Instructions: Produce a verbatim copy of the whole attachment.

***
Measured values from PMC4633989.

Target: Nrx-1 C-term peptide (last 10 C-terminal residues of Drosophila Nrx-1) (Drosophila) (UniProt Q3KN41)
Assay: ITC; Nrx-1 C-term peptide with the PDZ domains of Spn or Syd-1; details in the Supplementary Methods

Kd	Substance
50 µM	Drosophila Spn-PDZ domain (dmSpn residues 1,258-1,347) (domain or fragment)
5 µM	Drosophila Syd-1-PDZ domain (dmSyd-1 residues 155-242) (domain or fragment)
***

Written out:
Measured values from PMC4633989.

Target: Nrx-1 C-term peptide (last 10 C-terminal residues of Drosophila Nrx-1) (Drosophila) (UniProt Q3KN41)
Assay: ITC; Nrx-1 C-term peptide with the PDZ domains of Spn or Syd-1; details in the Supplementary Methods

Kd	Substance
50 µM	Drosophila Spn-PDZ domain (dmSpn residues 1,258-1,347) (domain or fragment)
5 µM	Drosophila Syd-1-PDZ domain (dmSyd-1 residues 155-242) (domain or fragment)